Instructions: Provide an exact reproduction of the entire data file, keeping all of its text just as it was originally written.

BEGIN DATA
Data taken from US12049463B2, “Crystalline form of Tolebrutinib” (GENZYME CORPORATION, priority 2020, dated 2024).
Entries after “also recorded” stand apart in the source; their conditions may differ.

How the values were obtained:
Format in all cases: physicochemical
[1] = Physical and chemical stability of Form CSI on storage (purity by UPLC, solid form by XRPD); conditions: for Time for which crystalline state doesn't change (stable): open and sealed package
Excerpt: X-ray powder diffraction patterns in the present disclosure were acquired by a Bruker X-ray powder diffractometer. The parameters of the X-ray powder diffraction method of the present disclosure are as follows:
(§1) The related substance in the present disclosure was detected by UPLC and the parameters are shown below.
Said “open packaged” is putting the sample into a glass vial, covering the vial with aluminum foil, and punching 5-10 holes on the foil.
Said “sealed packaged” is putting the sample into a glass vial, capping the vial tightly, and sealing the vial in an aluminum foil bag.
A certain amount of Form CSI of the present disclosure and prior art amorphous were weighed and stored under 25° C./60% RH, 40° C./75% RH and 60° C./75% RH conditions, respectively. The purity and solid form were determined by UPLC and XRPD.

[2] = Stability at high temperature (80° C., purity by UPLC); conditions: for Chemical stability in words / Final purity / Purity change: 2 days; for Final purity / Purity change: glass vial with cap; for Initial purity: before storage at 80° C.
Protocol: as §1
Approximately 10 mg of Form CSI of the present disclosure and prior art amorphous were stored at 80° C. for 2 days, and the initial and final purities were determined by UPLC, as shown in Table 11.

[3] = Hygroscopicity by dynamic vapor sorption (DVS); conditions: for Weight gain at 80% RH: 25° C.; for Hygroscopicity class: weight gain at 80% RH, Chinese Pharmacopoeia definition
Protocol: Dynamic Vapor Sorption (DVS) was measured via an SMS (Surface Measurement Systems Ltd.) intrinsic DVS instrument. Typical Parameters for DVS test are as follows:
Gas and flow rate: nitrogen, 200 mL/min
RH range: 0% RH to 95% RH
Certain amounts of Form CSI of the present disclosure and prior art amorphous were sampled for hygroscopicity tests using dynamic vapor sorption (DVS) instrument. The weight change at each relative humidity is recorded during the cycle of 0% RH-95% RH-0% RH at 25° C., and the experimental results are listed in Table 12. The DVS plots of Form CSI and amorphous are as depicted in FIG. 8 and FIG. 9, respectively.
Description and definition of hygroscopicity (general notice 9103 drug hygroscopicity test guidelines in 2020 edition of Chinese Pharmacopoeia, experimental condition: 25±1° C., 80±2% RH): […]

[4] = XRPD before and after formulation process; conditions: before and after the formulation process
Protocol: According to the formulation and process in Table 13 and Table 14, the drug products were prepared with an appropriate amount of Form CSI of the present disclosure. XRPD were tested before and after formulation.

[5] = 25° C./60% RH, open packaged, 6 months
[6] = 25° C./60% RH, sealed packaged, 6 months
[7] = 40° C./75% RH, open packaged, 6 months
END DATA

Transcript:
Data taken from US12049463B2, “Crystalline form of Tolebrutinib” (GENZYME CORPORATION, priority 2020, dated 2024).
Entries after “also recorded” stand apart in the source; their conditions may differ.

How the values were obtained:
Format in all cases: physicochemical
[1] = Physical and chemical stability of Form CSI on storage (purity by UPLC, solid form by XRPD); conditions: for Time for which crystalline state doesn't change (stable): open and sealed package
Excerpt: X-ray powder diffraction patterns in the present disclosure were acquired by a Bruker X-ray powder diffractometer. The parameters of the X-ray powder diffraction method of the present disclosure are as follows:
(§1) The related substance in the present disclosure was detected by UPLC and the parameters are shown below.
Said “open packaged” is putting the sample into a glass vial, covering the vial with aluminum foil, and punching 5-10 holes on the foil.
Said “sealed packaged” is putting the sample into a glass vial, capping the vial tightly, and sealing the vial in an aluminum foil bag.
A certain amount of Form CSI of the present disclosure and prior art amorphous were weighed and stored under 25° C./60% RH, 40° C./75% RH and 60° C./75% RH conditions, respectively. The purity and solid form were determined by UPLC and XRPD.

[2] = Stability at high temperature (80° C., purity by UPLC); conditions: for Chemical stability in words / Final purity / Purity change: 2 days; for Final purity / Purity change: glass vial with cap; for Initial purity: before storage at 80° C.
Protocol: as §1
Approximately 10 mg of Form CSI of the present disclosure and prior art amorphous were stored at 80° C. for 2 days, and the initial and final purities were determined by UPLC, as shown in Table 11.

[3] = Hygroscopicity by dynamic vapor sorption (DVS); conditions: for Weight gain at 80% RH: 25° C.; for Hygroscopicity class: weight gain at 80% RH, Chinese Pharmacopoeia definition
Protocol: Dynamic Vapor Sorption (DVS) was measured via an SMS (Surface Measurement Systems Ltd.) intrinsic DVS instrument. Typical Parameters for DVS test are as follows:
Gas and flow rate: nitrogen, 200 mL/min
RH range: 0% RH to 95% RH
Certain amounts of Form CSI of the present disclosure and prior art amorphous were sampled for hygroscopicity tests using dynamic vapor sorption (DVS) instrument. The weight change at each relative humidity is recorded during the cycle of 0% RH-95% RH-0% RH at 25° C., and the experimental results are listed in Table 12. The DVS plots of Form CSI and amorphous are as depicted in FIG. 8 and FIG. 9, respectively.
Description and definition of hygroscopicity (general notice 9103 drug hygroscopicity test guidelines in 2020 edition of Chinese Pharmacopoeia, experimental condition: 25±1° C., 80±2% RH): […]

[4] = XRPD before and after formulation process; conditions: before and after the formulation process
Protocol: According to the formulation and process in Table 13 and Table 14, the drug products were prepared with an appropriate amount of Form CSI of the present disclosure. XRPD were tested before and after formulation.

[5] = 25° C./60% RH, open packaged, 6 months
[6] = 25° C./60% RH, sealed packaged, 6 months
[7] = 40° C./75% RH, open packaged, 6 months